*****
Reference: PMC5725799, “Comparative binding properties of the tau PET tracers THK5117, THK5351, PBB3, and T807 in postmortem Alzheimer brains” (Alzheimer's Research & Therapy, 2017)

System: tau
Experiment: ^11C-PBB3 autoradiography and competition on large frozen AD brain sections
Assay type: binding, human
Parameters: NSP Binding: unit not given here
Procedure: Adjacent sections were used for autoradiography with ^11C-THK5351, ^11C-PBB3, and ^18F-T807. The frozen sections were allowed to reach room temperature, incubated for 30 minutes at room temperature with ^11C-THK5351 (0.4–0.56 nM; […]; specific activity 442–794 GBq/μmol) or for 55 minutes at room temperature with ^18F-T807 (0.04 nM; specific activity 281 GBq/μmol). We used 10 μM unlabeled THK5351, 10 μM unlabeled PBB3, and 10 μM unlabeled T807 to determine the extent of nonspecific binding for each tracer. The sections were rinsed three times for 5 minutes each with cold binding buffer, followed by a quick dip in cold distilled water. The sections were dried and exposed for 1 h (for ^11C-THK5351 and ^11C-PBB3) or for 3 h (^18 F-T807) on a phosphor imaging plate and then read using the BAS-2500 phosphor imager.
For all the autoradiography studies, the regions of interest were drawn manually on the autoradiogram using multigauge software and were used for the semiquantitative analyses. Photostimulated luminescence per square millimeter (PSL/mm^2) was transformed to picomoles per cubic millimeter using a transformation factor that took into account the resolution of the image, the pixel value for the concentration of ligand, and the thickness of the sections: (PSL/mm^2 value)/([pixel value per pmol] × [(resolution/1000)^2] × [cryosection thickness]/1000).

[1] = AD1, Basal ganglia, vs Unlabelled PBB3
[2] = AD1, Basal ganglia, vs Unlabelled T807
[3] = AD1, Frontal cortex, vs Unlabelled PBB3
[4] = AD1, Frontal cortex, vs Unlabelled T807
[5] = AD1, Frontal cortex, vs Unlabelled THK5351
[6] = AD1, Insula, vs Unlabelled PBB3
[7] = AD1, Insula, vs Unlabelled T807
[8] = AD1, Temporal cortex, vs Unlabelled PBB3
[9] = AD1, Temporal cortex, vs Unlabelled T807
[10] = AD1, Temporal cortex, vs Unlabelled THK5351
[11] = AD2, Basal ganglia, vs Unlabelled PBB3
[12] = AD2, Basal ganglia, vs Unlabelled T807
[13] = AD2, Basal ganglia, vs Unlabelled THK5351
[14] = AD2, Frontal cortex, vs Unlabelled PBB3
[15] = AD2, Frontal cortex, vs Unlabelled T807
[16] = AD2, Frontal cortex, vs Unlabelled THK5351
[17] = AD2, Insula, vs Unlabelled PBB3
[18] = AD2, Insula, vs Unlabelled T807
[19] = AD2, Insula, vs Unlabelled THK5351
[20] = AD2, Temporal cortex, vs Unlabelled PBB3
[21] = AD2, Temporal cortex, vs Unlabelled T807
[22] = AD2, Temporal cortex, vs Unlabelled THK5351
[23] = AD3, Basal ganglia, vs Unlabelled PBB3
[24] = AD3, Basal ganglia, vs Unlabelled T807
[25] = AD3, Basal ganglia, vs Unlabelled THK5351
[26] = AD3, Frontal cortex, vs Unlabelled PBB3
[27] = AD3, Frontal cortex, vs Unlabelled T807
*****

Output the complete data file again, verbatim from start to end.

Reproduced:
Reference: PMC5725799, “Comparative binding properties of the tau PET tracers THK5117, THK5351, PBB3, and T807 in postmortem Alzheimer brains” (Alzheimer's Research & Therapy, 2017)

System: tau
Experiment: ^11C-PBB3 autoradiography and competition on large frozen AD brain sections
Assay type: binding, human
Parameters: NSP Binding: unit not given here
Procedure: Adjacent sections were used for autoradiography with ^11C-THK5351, ^11C-PBB3, and ^18F-T807. The frozen sections were allowed to reach room temperature, incubated for 30 minutes at room temperature with ^11C-THK5351 (0.4–0.56 nM; […]; specific activity 442–794 GBq/μmol) or for 55 minutes at room temperature with ^18F-T807 (0.04 nM; specific activity 281 GBq/μmol). We used 10 μM unlabeled THK5351, 10 μM unlabeled PBB3, and 10 μM unlabeled T807 to determine the extent of nonspecific binding for each tracer. The sections were rinsed three times for 5 minutes each with cold binding buffer, followed by a quick dip in cold distilled water. The sections were dried and exposed for 1 h (for ^11C-THK5351 and ^11C-PBB3) or for 3 h (^18 F-T807) on a phosphor imaging plate and then read using the BAS-2500 phosphor imager.
For all the autoradiography studies, the regions of interest were drawn manually on the autoradiogram using multigauge software and were used for the semiquantitative analyses. Photostimulated luminescence per square millimeter (PSL/mm^2) was transformed to picomoles per cubic millimeter using a transformation factor that took into account the resolution of the image, the pixel value for the concentration of ligand, and the thickness of the sections: (PSL/mm^2 value)/([pixel value per pmol] × [(resolution/1000)^2] × [cryosection thickness]/1000).

[1] = AD1, Basal ganglia, vs Unlabelled PBB3
[2] = AD1, Basal ganglia, vs Unlabelled T807
[3] = AD1, Frontal cortex, vs Unlabelled PBB3
[4] = AD1, Frontal cortex, vs Unlabelled T807
[5] = AD1, Frontal cortex, vs Unlabelled THK5351
[6] = AD1, Insula, vs Unlabelled PBB3
[7] = AD1, Insula, vs Unlabelled T807
[8] = AD1, Temporal cortex, vs Unlabelled PBB3
[9] = AD1, Temporal cortex, vs Unlabelled T807
[10] = AD1, Temporal cortex, vs Unlabelled THK5351
[11] = AD2, Basal ganglia, vs Unlabelled PBB3
[12] = AD2, Basal ganglia, vs Unlabelled T807
[13] = AD2, Basal ganglia, vs Unlabelled THK5351
[14] = AD2, Frontal cortex, vs Unlabelled PBB3
[15] = AD2, Frontal cortex, vs Unlabelled T807
[16] = AD2, Frontal cortex, vs Unlabelled THK5351
[17] = AD2, Insula, vs Unlabelled PBB3
[18] = AD2, Insula, vs Unlabelled T807
[19] = AD2, Insula, vs Unlabelled THK5351
[20] = AD2, Temporal cortex, vs Unlabelled PBB3
[21] = AD2, Temporal cortex, vs Unlabelled T807
[22] = AD2, Temporal cortex, vs Unlabelled THK5351
[23] = AD3, Basal ganglia, vs Unlabelled PBB3
[24] = AD3, Basal ganglia, vs Unlabelled T807
[25] = AD3, Basal ganglia, vs Unlabelled THK5351
[26] = AD3, Frontal cortex, vs Unlabelled PBB3
[27] = AD3, Frontal cortex, vs Unlabelled T807